“Did I rub it off well? It’s not showing now, right?” She asked, wanting to confirm. Back at home today, she would still be the unknowing, seemingly innocent spinster, stumbling over a herd of curious relatives. Should I care less? She contemplates. Since when had she had started becoming a conformist? She laughs, then shrugs her shoulders.
She thinks of this simple fairy-tale of her life a fairy-tale in which she found peace and salvation which no prayer could offer her. She rubs off the traces of vermilion and the first, tensed, unskilled kiss of her man planted on her cold, shivering lips on her way home and prepares herself for a string of Hindu marriage rituals to follow in which parents, relatives and friends would intervene to solidify her union with this man. The dragons of the archetypal Bengali festivities of give and take, the smoking fire and wood and the holy Sanskrit chanting of the priest would testify the purity, validity and permanence of their union. In her mind, she is the mermaid, her fins and tail set deep in the ocean of pure, unabridged trust in this ordinary day of communion, while with her hands and upper body, she struggles in the sandy crag mire of customs and traditions she has grown up on. The trembling, sincere hands of her man leaves hers on the verge of returning home, where they will soon be devoured by the frenzy and sights and sounds of their “ayeeburobhaat”, their last grand meals as a bachelor and a spinster.
The mermaid and her man of the land see off each other as their eyes contain both the sea and the land. Three days later at their nuptial bed decked with flowers, they tried to find their true selves in each other’s eyes, where they discovered themselves, unbound, whole and true. They unzipped themselves, when at the end of all festivities and a lavish dinner party, the wicked grins and hush-hush of young and middle-aged women in the family reeked of sanctioned sex and proximity.
A not-so-young woman wipes the thin grains of dust accumulated in the body of a wooden picture frame that lovingly locks a picture collage of their wedding and reception in Kolkata, India. She looks into the separate images of their big fat Bengali wedding day with her draped in expensive bridal clothing, jewels and the bright scarlet glory of henna adorning her hands and feet. She looks into the smiling, victorious face of her man dressed up in a dhoti, both their foreheads and cheeks painted with the sacred sandalwood paste; she looks in awe at the robust arms that held her close in Dakshineshwar as he applies the vermilion once more to the head of his new bride.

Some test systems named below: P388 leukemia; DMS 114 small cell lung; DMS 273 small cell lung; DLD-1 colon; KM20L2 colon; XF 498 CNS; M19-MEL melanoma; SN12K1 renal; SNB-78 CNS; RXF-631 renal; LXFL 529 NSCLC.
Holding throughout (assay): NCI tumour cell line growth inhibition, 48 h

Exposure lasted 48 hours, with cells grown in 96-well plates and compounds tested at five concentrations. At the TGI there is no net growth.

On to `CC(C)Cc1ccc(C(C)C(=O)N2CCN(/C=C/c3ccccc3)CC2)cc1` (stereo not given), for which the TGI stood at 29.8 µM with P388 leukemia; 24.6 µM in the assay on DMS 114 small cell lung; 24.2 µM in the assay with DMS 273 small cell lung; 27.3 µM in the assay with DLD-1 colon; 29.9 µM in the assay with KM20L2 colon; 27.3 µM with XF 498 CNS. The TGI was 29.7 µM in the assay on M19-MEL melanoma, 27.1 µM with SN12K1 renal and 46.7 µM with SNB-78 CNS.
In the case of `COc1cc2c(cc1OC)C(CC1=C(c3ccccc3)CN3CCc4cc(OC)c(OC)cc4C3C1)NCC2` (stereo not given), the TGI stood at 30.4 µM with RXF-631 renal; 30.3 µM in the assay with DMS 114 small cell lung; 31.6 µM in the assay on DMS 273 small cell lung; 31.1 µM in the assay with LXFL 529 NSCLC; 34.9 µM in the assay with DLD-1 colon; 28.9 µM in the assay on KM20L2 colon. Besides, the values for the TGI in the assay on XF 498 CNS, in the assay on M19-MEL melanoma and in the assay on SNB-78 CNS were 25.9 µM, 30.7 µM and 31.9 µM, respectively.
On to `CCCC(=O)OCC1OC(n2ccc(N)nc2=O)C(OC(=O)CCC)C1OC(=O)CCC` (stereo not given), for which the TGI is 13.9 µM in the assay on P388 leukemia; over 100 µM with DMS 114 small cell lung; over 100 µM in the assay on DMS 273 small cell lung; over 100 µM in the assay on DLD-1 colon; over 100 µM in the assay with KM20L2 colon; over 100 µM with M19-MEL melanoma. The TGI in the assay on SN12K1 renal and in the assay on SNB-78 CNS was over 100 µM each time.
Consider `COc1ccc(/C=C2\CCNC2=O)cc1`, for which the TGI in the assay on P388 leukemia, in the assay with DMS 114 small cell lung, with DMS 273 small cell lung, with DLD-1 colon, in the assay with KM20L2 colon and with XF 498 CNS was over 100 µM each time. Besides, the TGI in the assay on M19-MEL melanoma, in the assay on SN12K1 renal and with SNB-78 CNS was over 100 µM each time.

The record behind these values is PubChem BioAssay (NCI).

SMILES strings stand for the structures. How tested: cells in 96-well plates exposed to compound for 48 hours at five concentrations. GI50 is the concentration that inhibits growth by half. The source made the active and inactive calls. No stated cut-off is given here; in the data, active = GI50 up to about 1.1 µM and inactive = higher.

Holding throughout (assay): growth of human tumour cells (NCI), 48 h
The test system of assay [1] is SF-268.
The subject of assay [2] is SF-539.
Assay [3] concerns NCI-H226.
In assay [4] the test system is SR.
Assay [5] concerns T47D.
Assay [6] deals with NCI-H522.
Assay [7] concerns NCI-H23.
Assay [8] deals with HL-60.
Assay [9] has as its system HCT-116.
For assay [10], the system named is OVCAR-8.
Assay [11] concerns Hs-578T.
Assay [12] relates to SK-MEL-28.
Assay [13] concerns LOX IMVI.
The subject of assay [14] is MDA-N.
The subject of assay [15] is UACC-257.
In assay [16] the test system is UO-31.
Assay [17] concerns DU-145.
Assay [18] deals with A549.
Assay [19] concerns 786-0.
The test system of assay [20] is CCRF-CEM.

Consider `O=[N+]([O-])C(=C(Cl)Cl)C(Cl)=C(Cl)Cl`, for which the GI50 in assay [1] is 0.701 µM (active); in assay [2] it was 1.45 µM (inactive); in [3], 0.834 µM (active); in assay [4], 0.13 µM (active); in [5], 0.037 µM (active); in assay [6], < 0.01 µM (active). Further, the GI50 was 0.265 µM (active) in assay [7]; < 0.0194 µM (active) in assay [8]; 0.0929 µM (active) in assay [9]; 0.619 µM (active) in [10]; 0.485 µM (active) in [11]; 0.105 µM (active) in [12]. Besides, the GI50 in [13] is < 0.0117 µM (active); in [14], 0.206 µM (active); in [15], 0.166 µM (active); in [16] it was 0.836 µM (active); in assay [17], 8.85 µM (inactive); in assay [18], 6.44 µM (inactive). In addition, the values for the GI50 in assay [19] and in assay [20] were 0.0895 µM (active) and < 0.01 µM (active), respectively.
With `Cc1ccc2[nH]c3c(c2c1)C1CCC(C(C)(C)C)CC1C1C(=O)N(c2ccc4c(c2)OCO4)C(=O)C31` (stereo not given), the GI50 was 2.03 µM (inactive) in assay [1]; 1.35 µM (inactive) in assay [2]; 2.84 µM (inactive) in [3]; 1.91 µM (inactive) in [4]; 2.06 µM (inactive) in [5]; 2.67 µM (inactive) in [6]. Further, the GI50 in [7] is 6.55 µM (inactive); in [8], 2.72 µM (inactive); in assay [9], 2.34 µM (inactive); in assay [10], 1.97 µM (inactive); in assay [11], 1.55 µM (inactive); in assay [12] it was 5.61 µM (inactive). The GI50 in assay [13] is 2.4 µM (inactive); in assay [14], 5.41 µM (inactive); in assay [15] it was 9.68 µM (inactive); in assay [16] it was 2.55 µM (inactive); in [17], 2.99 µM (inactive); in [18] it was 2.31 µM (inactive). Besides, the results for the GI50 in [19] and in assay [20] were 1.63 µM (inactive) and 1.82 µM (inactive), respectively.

An elder cousin sister holds her veil and covers her head with an extra piece of ensemble to preserve the chastity and modesty of the bride. Tucked in the extreme left of the wedding collage, the young woman, pure and demure in her simple beige color sari with scarlet borders, in her shining nose stud and cheap stone pendant looks out at the setting sun and the rays of love that settles in his eyes. He, to whom she silently said: “For God’s sake, hold thy tongue and let me love”, he, with whom she has dived along.
Parents, relatives and friends routinely wish them “a happy anniversary” every year, trying to hold on to the sanctity of the day which held them together, in fire, rituals and festivities. All of these years, love has held itself in words and in silence, in indifference and in recognition, in estrangement and in reunion, in silly late night bickering and in the sillier moments of surrendering. Do the man and the woman, now seeped in their habitual comfort zones, ever stop to walk in the heavenly sky of the day they became man and wife, when no ritual, no aura of festivals surrounded them? Somewhere, deep in the ocean, the mermaid and her love of the land pull at each other and dive deeper. Never wary of the crashing waves, they build a world in the turquoise blue waves of the ocean. They float in the ocean, enjoying their liberation from the burning embers of fire and the chanting from the Vedic scriptures that had locked them in a ‘holy’ matrimony.